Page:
You can use it to monitor and analyze all your systems and applications. It runs on Linux PCs, servers or embedded devices. To make a chart in Netdata, you just need a number. Netdata will turn this number to a real time, interactive, web chart.
Netdata is a extremely optimized Linux daemon providing real-time performance monitoring for Linux systems, Applications, SNMP devices, over the web. It aims to visualize the utmost details of your system and application.
This is what you get:
- Stunning interactive bootstrap dashboards: Mouse and touch friendly, in 2 themes: dark, light
- Amazingly fast: Responds to all queries in less than 0.5 ms per metric, even on low-end hardware
- Highly efficient: Collects thousands of metrics per server per second, with just 1% CPU utilization of a single core, a few MB or RAM and no disk I/O at all.
- Sophisticated alarming: Supports dynamic thresholds, hysteresis, alarm templates, multiple role-based notification methods (such as email, slack.com, pushover.net, pushbullet.com telegram.org, twilio.com).
- Extensible: You can monitor anything you can get a metric for, using its Plugin API (anything can be a netdata plugin, BASH, python, perl, node.js, java, Go, ruby, etc).
- Embeddable: It can run anywhere a Linux kernel runs (even IoT) and its charts can be embedded on your web pages too.
- Zero configuration: Auto-detects everything, it can collect up to 5000 metrics per server out of the box.
- Zero dependencies: It is even its own web server, for its static web files and its web API.
- Zero maintenance: You just run it, it does the rest.
- Scales to infinity: Requiring minimal central resources.
- back-ends supported: Can archive its metrics on graphite or opentsdb, in the same or lower detail (lower: to prevent it from congesting these servers due to the amount of data collected).
What does it monitor?
- CPU usage, interrupts, softirqs, frequency, total and per core
- Memory RAM, swap and kernel memory usage, including KSM the kernel memory deduper
- Disks per disk: I/O, operations, backlog, utilization, space
- Network interfaces per interface: bandwidth, packets, errors, drops
- IPv4 networking bandwidth, packets, errors, fragments, tcp: connections, packets, errors, handshake, udp: packets, errors, broadcast: bandwidth, packets, multicast: bandwidth, packets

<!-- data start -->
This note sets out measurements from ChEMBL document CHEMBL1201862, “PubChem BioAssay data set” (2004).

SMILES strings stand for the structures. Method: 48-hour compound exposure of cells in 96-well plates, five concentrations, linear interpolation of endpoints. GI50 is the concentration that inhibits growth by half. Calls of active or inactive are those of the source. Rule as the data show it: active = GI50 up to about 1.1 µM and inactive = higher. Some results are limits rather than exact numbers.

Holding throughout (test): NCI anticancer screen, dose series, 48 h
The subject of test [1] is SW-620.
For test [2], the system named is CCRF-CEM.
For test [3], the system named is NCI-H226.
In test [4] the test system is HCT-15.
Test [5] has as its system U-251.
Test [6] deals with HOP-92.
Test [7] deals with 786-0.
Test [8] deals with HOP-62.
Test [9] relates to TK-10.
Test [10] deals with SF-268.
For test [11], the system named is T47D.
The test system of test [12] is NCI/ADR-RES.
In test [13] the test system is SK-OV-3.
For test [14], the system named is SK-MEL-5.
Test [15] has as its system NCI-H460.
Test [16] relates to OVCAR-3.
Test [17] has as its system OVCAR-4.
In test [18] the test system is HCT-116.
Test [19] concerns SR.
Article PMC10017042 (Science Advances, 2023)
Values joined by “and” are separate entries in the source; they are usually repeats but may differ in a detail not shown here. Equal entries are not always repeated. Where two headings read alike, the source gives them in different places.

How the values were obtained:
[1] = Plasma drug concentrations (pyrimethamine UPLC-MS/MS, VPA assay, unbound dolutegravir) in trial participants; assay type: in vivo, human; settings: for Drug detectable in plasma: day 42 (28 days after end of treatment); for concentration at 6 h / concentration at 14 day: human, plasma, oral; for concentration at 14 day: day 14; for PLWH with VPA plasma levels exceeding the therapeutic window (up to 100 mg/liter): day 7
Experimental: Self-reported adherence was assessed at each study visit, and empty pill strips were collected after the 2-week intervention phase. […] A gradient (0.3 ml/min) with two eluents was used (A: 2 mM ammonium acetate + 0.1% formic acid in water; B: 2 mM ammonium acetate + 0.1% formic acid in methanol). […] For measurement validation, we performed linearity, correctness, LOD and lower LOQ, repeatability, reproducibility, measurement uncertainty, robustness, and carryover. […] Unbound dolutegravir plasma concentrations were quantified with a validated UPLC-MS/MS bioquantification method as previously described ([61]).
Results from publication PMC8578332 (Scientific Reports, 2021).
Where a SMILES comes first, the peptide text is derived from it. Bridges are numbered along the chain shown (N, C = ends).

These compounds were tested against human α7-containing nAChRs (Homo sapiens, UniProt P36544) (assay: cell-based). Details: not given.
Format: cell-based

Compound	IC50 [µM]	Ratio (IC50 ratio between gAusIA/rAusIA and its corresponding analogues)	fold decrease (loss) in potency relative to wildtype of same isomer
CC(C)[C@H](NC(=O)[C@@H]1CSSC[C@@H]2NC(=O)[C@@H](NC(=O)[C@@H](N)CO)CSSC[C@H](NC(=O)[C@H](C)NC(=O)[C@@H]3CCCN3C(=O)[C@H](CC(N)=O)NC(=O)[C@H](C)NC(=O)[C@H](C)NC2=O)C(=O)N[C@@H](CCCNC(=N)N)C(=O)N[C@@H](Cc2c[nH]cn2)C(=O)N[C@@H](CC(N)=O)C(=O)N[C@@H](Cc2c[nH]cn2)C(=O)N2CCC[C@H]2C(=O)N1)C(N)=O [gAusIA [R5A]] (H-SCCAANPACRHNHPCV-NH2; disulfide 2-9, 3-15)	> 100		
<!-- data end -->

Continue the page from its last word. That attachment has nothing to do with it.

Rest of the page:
- IPv6 networking bandwidth, packets, errors, fragments, ECT, udp: packets, errors, udplite: packets, errors, broadcast: bandwidth, multicast: bandwidth, packets, icmp: messages, errors, echos, router, neighbor, MLDv2, group membership, break down by type
- Interprocess Communication – IPC such as semaphores and semaphores arrays
- netfilter / iptables Linux firewall connections, connection tracker events, errors
- Linux DDoS protection SYNPROXY metrics
- fping latencies for any number of hosts, showing latency, packets and packet loss
- Processes running, blocked, forks, active
- Entropy random numbers pool, using in cryptography
- NFS file servers and clients NFS v2, v3, v4: I/O, cache, read ahead, RPC calls
- Network QoS the only tool that visualizes network tc classes in realtime
- Linux Control Groups containers: systemd, lxc, docker
- Applications by grouping the process tree and reporting CPU, memory, disk reads, disk writes, swap, threads, pipes, sockets – per group
- Users and User Groups resource usage by summarizing the process tree per user and group, reporting: CPU, memory, disk reads, disk writes, swap, threads, pipes, sockets
- Apache and lighttpd web servers mod-status (v2.2, v2.4) and cache log statistics, for multiple servers
- Nginx web servers stub-status, for multiple servers
- Tomcat accesses, threads, free memory, volume
- mySQL databases multiple servers, each showing: bandwidth, queries/s, handlers, locks, issues, tmp operations, connections, binlog metrics, threads, innodb metrics, and more
- Postgres databases multiple servers, each showing: per database statistics (connections, tuples read – written – returned, transactions, locks), backend processes, indexes, tables, write ahead, background writer and more
- Redis databases multiple servers, each showing: operations, hit rate, memory, keys, clients, slaves
- memcached databases multiple servers, each showing: bandwidth, connections, items
- ISC Bind name servers multiple servers, each showing: clients, requests, queries, updates, failures and several per view metrics
- Postfix email servers message queue (entries, size)
- exim email servers message queue (emails queued)
- Dovecot POP3/IMAP servers IPFS
- bandwidth, peers Squid proxy servers
- multiple servers, each showing: clients bandwidth and requests, servers bandwidth and requests
- Hardware sensors temperature, voltage, fans, power, humidity
- NUT and APC UPSes load, charge, battery voltage, temperature, utility metrics, output metrics
- PHP-FPM multiple instances, each reporting connections, requests, performance
- Hddtemp disk temperatures
- SNMP devices can be monitored too (although you will need to configure these)
To download this amazing tool “Netdata”, click here.